Primarily photography, video and sound, Munem Wasif’s works emerge from long-term engagement with places and their histories, particularly within the context of his home country of Bangladesh. Over time, his seemingly straightforward documentary approach gives way to a deeper understanding of sites, economies and cultures that exists just below the surface.
In Machine Matter (2017), Wasif examines the death of the jute industry in Bangladesh and the destruction of the livelihoods the ‘golden fibre’ once supported. Until the mid-twentieth century, the jute industry was strong in the Indian subcontinent as jute twine was employed to package the world’s cotton, grains, coffee, sugar and cement. However, with the shift of power from East Bengal to Pakistan after the partition in 1947, the jute industry began to generate most of the income for the new state, diverting profits away from small stakeholders in East Bengal and leaving factories without work. In addition, jute production was reduced overall by the widespread use of artificial materials and the rise of shipping containers and cargo ships.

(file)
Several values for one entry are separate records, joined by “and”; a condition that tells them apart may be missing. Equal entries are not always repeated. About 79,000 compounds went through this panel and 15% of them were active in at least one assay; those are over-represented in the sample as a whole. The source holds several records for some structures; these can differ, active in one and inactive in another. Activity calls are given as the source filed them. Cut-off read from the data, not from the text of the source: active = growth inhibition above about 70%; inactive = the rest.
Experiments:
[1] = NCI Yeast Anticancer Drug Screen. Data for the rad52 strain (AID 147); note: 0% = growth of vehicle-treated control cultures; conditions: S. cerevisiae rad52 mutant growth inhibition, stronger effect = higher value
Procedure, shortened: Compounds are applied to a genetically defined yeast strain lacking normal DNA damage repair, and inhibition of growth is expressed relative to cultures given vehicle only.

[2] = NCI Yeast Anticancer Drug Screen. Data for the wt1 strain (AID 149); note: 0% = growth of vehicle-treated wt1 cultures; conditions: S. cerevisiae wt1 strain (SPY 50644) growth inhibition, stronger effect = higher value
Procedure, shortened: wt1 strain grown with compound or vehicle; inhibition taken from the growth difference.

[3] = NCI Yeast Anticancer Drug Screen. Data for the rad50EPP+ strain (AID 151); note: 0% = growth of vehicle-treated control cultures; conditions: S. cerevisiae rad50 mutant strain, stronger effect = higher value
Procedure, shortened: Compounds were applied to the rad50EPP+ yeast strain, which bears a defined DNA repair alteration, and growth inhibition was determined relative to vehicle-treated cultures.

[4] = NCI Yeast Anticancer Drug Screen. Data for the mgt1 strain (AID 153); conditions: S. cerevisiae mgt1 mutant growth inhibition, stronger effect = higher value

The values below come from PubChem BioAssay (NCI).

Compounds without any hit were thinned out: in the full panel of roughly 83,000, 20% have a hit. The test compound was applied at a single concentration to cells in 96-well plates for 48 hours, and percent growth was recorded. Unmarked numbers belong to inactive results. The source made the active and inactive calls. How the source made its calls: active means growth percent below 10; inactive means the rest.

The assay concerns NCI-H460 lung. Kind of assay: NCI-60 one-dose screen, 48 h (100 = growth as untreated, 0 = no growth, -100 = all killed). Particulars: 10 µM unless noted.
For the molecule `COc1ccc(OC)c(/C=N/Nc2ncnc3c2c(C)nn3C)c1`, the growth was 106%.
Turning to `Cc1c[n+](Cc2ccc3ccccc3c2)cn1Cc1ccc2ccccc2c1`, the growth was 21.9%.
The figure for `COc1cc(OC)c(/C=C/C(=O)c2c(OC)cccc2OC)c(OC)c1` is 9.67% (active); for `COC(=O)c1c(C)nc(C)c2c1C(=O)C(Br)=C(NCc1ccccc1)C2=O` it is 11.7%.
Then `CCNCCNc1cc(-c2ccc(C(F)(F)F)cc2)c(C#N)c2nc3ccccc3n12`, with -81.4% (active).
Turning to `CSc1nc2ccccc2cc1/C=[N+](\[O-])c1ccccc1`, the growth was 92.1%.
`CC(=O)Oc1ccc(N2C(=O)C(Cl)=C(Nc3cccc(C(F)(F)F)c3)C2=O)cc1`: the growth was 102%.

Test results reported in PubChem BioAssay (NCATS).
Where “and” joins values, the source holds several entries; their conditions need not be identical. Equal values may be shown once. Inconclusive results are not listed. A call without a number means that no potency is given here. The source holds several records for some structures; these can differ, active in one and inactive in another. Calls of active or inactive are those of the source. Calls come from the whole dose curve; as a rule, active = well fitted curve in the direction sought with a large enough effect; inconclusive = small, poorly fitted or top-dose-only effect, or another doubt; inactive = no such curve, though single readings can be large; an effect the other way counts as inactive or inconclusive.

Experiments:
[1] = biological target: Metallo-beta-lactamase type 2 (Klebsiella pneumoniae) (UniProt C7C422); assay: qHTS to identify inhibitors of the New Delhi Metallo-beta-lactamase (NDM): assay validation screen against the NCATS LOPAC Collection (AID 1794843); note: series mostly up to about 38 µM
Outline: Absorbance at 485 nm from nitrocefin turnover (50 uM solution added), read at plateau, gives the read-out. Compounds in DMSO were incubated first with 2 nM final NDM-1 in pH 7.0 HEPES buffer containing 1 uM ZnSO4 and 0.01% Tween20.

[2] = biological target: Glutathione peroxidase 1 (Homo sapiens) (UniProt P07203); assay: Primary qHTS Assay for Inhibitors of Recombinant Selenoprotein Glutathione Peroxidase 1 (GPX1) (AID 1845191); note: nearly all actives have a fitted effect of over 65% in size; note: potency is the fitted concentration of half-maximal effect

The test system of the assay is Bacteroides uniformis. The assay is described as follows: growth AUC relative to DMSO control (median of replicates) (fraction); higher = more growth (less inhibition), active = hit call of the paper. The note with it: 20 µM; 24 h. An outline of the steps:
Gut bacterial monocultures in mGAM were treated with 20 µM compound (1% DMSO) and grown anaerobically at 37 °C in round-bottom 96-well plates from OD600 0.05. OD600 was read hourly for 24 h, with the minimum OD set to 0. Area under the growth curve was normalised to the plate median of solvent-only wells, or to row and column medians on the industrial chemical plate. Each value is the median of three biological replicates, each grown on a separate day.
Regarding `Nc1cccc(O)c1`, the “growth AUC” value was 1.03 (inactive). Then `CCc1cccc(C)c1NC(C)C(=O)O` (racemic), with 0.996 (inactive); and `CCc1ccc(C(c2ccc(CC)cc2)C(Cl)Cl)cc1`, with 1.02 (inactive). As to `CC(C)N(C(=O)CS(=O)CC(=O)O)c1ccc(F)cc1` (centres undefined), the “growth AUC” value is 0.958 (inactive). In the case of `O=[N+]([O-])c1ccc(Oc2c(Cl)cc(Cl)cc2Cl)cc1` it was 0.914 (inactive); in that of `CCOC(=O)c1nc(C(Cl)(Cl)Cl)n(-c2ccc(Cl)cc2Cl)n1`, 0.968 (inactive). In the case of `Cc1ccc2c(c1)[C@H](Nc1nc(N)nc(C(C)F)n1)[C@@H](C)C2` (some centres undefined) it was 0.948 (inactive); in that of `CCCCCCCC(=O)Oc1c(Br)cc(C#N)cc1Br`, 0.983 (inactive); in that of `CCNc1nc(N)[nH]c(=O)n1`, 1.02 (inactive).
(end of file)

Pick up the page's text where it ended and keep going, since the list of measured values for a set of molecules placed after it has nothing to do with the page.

Using long takes and tight shots, the artist turns his lens to an abandoned jute mill and the former workers who ran the machines—the union of man and machine that formed the heart of a major industry. Close-ups of people focus on overall presence rather than individual faces, drawing parallels between the stillness of bodies and the idle machinery that surrounds them. Only soft breezes, dripping water, stray feathers or rays of sunlight activate the otherwise static scenes of this once thriving site of production, which connected this place to global circuits of capital.